While some governments have used social media to monitor unprecedented levels of social unrest this year, many have been leveraging these platforms to improve the quality of their services, engage citizens and cut costs.
In an ideal world, political protests would never escalate to violence if our politicians became better social listeners, opened up more channels of discussion and found effective ways to manage discontent off and online.
US President Barack Obama issued a memorandum on the very first day of his administration in January 2009, instructing heads of executive departments and agencies to “establish a system of transparency, public participation and collaboration”. The “social media president” said they should “harness new technologies to put information about their operations and decisions online” and “solicit public feedback to identify information of greatest use to the public”.
Have our politicos followed suit?
We’re still playing catch up. President Jacob Zuma (@SAPresident) started tweeting in May this year (just before the local government elections). A number of politicians have established an online presence and gradually warmed up to Twitter such as the ANC Youth League. But the youth league has questioned the value of social media in South Africa, where internet access is still a luxury. It says young people only use their cellphones “to send SMS or ‘please call me’ “.
Minister in the Presidency Trevor Manuel used social media a little more creatively this month, when the national planning commission posted a visual summary of its findings and launched the new development plan, which maps out the country’s economic future.
But many of the government’s social media efforts still employ the “broadcast” model rather than truly engaging with citizens and communities to solicit public input.
In September, the White House launched We The People, a platform that helps Americans create petitions. If a petition gathers enough online signatures, White House staff review it and ensure it is sent to the appropriate policy experts who issue an official response.
Elizabeth Trudeau, the press attach and spokesperson for the US Embassy in South Africa, said: “In South Africa, in the US and around the world, social media use for governments, businesses and NGOs is booming, and it’s a landscape being rewritten every day as users and events drive and redefine parameters. The social media environment in SA, and more widely on the continent, is dynamic. I think we are all still learning, and need to continue to keep learning how to best engage via these platforms.”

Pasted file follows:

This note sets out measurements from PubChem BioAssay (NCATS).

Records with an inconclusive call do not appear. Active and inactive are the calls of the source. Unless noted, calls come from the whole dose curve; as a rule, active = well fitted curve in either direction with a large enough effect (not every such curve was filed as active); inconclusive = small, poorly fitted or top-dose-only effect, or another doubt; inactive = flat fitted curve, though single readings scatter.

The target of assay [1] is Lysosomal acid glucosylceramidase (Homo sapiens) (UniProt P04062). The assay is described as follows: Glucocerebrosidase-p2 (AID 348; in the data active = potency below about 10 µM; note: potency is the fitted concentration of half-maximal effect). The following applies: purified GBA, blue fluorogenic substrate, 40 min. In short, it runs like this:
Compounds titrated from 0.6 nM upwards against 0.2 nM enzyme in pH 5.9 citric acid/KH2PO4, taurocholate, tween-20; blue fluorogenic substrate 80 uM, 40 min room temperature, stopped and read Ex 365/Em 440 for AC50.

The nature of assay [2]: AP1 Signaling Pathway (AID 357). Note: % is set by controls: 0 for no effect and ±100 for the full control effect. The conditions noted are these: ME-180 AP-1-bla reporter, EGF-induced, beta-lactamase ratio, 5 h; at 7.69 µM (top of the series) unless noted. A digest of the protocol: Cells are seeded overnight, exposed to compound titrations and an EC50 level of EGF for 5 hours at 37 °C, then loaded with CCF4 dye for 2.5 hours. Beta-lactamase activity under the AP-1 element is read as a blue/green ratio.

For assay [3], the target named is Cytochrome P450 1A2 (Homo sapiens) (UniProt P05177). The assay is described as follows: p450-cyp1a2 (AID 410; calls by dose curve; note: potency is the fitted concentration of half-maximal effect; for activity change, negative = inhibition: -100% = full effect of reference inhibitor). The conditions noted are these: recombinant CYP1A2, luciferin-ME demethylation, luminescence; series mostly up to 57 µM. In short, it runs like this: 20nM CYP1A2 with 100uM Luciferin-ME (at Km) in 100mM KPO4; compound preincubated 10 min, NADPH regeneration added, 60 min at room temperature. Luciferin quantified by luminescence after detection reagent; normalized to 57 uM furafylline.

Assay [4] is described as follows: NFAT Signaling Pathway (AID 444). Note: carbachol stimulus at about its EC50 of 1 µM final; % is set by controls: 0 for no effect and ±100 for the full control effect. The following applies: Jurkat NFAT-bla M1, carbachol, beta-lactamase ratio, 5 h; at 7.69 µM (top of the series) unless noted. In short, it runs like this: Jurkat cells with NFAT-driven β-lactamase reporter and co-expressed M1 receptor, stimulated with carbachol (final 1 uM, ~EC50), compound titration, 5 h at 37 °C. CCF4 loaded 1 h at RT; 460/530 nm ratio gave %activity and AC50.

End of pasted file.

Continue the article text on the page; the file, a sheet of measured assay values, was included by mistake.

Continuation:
On a more personal level, adopting social media tools has its risks, It can be a career-wrecker as Faizal Daniels found out in November for knocking the boss on Facebook.
Daniels, who was Agriculture and Forestry Minister Tina Joemat-Pettersson’s chief of staff, described President Zuma as “absent-minded” and ANC MPs as “treating Parliament like a shebeen”.
Democratic Alliance leader Helen Zille, a gregarious tweeter, took some flak this month when in a series of tweets called for men who have multiple sexual partners and refuse to use condoms to be charged with attempted murder.
Public Enterprises Mininster Malusi Gigaba created a Twitter storm in August when he said he hoped to “get lucky” at a SlutWalk march in Cape Town. Twitter users rebuked him for his comments and the Cabinet minister soon apologised and withdrew his comment.
Many social media policies suggest employees keep their professional and private accounts separate but then add that nothing is truly private on the internet, even if you restrict pages to viewing only by friends.
The Government Communication and Information System, which released a social media policy guidelines document for government departments and employees in April this year, makes a similar distinction: “All government employees should think before they post, and they should use their common sense. Government employees should remember that even if they act or speak in a personal capacity, their position as government employees may be known to anyone in the potential audience and may be misunderstood or misrepresented as an official position.”
So navigating the line between official and personal use remains blurry but the benefits, many argue, still outweigh the risks.
“Potential misuse of social media is not a technology problem, it’s a management issue. Organisations, whether governments or business, must address potential concerns through policies, education and training, and supervision. Blanket bans on use of social media are self-defeating — in our case at the US Department of State, social media represents a truly unprecedented opportunity for responsive public engagement. Of course, for any organisation, there must be a clear delineation between business and personal use of social media,” says Trudeau, who is also the person behind @USEmbPretoria.
View more highlights of the year that was in our special report.